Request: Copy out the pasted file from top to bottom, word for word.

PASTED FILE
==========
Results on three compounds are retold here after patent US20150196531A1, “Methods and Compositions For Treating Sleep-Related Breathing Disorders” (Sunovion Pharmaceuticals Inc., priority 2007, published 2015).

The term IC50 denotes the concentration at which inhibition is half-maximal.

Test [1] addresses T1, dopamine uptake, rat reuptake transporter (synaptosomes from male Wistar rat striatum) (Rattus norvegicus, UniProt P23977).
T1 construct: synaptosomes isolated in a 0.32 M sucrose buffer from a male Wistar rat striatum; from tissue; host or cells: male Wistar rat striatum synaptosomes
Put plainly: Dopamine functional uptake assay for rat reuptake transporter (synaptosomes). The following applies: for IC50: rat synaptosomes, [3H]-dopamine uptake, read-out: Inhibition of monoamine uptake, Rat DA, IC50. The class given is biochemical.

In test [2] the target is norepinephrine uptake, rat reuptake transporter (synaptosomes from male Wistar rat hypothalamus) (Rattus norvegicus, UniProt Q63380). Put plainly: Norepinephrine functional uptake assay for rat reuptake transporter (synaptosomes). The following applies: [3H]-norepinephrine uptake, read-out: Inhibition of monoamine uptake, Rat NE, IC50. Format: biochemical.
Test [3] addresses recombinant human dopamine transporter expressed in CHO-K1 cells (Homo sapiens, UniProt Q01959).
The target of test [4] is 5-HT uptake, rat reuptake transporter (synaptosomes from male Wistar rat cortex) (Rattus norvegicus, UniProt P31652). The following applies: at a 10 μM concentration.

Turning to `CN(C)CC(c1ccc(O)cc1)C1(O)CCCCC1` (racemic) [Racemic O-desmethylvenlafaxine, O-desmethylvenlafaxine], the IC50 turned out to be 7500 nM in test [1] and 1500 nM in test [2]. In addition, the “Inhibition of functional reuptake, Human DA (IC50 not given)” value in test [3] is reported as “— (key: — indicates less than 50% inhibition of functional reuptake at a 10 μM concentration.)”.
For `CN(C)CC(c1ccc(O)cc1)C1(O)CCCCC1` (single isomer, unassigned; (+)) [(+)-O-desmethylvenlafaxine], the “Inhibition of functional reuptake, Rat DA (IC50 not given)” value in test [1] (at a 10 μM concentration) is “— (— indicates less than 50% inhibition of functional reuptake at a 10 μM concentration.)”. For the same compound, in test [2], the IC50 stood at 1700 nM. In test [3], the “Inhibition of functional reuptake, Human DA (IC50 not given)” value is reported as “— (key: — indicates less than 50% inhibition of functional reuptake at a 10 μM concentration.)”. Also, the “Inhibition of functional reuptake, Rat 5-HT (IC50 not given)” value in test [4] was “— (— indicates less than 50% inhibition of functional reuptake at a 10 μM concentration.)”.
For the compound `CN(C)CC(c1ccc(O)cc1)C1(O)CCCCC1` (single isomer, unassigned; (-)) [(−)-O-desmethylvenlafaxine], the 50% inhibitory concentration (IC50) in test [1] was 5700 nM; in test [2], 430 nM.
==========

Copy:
Results on three compounds are retold here after patent US20150196531A1, “Methods and Compositions For Treating Sleep-Related Breathing Disorders” (Sunovion Pharmaceuticals Inc., priority 2007, published 2015).

The term IC50 denotes the concentration at which inhibition is half-maximal.

Test [1] addresses T1, dopamine uptake, rat reuptake transporter (synaptosomes from male Wistar rat striatum) (Rattus norvegicus, UniProt P23977).
T1 construct: synaptosomes isolated in a 0.32 M sucrose buffer from a male Wistar rat striatum; from tissue; host or cells: male Wistar rat striatum synaptosomes
Put plainly: Dopamine functional uptake assay for rat reuptake transporter (synaptosomes). The following applies: for IC50: rat synaptosomes, [3H]-dopamine uptake, read-out: Inhibition of monoamine uptake, Rat DA, IC50. The class given is biochemical.

In test [2] the target is norepinephrine uptake, rat reuptake transporter (synaptosomes from male Wistar rat hypothalamus) (Rattus norvegicus, UniProt Q63380). Put plainly: Norepinephrine functional uptake assay for rat reuptake transporter (synaptosomes). The following applies: [3H]-norepinephrine uptake, read-out: Inhibition of monoamine uptake, Rat NE, IC50. Format: biochemical.
Test [3] addresses recombinant human dopamine transporter expressed in CHO-K1 cells (Homo sapiens, UniProt Q01959).
The target of test [4] is 5-HT uptake, rat reuptake transporter (synaptosomes from male Wistar rat cortex) (Rattus norvegicus, UniProt P31652). The following applies: at a 10 μM concentration.

Turning to `CN(C)CC(c1ccc(O)cc1)C1(O)CCCCC1` (racemic) [Racemic O-desmethylvenlafaxine, O-desmethylvenlafaxine], the IC50 turned out to be 7500 nM in test [1] and 1500 nM in test [2]. In addition, the “Inhibition of functional reuptake, Human DA (IC50 not given)” value in test [3] is reported as “— (key: — indicates less than 50% inhibition of functional reuptake at a 10 μM concentration.)”.
For `CN(C)CC(c1ccc(O)cc1)C1(O)CCCCC1` (single isomer, unassigned; (+)) [(+)-O-desmethylvenlafaxine], the “Inhibition of functional reuptake, Rat DA (IC50 not given)” value in test [1] (at a 10 μM concentration) is “— (— indicates less than 50% inhibition of functional reuptake at a 10 μM concentration.)”. For the same compound, in test [2], the IC50 stood at 1700 nM. In test [3], the “Inhibition of functional reuptake, Human DA (IC50 not given)” value is reported as “— (key: — indicates less than 50% inhibition of functional reuptake at a 10 μM concentration.)”. Also, the “Inhibition of functional reuptake, Rat 5-HT (IC50 not given)” value in test [4] was “— (— indicates less than 50% inhibition of functional reuptake at a 10 μM concentration.)”.
For the compound `CN(C)CC(c1ccc(O)cc1)C1(O)CCCCC1` (single isomer, unassigned; (-)) [(−)-O-desmethylvenlafaxine], the 50% inhibitory concentration (IC50) in test [1] was 5700 nM; in test [2], 430 nM.